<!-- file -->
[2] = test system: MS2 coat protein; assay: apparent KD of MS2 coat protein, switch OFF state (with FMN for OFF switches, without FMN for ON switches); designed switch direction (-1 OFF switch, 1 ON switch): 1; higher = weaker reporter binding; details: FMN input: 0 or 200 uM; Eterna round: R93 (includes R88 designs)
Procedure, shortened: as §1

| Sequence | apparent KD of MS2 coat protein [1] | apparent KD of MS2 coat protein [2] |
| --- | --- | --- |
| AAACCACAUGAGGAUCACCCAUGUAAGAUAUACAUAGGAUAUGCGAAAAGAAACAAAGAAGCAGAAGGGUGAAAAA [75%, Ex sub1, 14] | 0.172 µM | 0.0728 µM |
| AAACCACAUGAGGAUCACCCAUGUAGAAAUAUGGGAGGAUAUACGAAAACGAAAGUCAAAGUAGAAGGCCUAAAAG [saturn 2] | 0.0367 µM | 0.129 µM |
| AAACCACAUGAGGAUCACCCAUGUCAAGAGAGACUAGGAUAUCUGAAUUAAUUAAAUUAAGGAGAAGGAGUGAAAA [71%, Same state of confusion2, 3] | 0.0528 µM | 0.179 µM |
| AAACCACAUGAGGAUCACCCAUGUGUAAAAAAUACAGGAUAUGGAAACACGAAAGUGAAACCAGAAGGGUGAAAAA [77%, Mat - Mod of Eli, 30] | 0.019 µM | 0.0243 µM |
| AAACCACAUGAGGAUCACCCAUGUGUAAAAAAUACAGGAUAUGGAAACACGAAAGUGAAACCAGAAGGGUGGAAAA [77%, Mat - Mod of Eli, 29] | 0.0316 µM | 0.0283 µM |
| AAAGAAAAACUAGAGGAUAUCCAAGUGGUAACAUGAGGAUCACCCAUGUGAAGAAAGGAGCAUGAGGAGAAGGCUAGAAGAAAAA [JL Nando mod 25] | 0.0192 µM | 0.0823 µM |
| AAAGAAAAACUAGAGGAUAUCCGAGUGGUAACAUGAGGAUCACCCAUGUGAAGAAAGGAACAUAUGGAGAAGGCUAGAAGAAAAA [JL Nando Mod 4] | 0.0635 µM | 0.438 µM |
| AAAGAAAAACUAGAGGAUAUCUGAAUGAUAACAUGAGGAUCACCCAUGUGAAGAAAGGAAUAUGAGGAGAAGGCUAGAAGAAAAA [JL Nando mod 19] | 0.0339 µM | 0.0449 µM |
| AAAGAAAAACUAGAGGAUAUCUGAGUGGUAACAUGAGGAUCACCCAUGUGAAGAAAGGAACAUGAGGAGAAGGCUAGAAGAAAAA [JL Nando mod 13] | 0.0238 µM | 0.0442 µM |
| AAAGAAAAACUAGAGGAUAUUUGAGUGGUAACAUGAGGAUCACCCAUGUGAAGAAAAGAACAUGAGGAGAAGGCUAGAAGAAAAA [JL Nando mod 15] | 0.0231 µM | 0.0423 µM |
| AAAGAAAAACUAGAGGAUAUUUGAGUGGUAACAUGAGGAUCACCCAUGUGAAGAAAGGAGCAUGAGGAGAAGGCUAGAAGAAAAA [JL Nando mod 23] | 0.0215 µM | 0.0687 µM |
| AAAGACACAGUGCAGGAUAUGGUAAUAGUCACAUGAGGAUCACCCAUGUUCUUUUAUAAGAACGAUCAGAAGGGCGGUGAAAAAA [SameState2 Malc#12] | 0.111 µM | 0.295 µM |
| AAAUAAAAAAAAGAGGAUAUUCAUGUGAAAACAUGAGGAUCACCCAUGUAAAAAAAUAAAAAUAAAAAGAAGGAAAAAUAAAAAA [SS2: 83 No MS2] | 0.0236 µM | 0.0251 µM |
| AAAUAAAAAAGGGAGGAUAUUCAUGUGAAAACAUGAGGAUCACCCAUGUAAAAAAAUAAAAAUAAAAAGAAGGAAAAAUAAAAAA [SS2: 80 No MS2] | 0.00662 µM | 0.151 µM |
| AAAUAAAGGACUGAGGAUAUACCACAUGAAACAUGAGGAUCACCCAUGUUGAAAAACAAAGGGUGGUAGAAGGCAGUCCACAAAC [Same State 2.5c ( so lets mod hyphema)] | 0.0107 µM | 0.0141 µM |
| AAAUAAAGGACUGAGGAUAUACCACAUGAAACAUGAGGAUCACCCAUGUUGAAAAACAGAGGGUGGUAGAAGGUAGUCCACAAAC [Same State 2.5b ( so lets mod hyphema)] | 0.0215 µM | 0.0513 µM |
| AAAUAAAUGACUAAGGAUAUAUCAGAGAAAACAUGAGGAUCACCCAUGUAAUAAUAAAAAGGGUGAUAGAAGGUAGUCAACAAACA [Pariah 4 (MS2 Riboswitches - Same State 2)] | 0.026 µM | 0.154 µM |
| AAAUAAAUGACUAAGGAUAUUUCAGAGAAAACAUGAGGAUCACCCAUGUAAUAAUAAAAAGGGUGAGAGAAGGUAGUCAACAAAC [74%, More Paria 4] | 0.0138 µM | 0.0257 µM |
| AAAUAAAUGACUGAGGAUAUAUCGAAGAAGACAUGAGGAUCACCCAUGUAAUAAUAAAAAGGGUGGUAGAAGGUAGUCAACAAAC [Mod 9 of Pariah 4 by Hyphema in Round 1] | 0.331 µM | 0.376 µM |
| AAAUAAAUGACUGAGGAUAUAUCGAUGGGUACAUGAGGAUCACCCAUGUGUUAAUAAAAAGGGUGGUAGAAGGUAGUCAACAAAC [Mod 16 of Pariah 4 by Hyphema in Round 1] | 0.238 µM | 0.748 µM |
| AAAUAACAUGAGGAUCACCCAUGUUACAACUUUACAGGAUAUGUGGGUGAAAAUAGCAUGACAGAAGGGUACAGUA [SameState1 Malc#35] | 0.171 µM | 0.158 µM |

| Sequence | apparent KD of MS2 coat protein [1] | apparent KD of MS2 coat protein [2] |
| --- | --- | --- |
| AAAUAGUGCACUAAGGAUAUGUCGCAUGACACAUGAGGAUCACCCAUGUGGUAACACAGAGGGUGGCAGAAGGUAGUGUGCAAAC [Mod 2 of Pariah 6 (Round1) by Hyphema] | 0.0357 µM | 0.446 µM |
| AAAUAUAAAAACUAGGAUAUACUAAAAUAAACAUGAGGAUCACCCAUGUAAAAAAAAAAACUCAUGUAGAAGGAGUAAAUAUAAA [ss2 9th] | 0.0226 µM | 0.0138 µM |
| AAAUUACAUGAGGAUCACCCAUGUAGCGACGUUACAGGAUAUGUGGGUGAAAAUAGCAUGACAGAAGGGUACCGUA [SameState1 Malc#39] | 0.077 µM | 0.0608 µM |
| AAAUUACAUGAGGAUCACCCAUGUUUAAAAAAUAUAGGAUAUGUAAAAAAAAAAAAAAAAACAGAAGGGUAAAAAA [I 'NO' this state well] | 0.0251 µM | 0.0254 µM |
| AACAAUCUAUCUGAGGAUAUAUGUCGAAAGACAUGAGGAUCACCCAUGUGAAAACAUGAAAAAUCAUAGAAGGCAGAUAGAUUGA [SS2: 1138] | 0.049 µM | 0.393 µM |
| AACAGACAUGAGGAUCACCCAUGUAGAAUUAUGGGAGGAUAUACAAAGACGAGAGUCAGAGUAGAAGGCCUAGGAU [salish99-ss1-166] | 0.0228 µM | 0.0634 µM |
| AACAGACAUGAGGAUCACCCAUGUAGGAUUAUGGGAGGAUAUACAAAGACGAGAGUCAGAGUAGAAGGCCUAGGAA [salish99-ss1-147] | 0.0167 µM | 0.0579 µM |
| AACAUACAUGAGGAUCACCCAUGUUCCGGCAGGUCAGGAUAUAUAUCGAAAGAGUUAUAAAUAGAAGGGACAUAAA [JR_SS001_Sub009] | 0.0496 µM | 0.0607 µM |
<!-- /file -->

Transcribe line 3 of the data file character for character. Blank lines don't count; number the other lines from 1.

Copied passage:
| Sequence | apparent KD of MS2 coat protein [1] | apparent KD of MS2 coat protein [2] |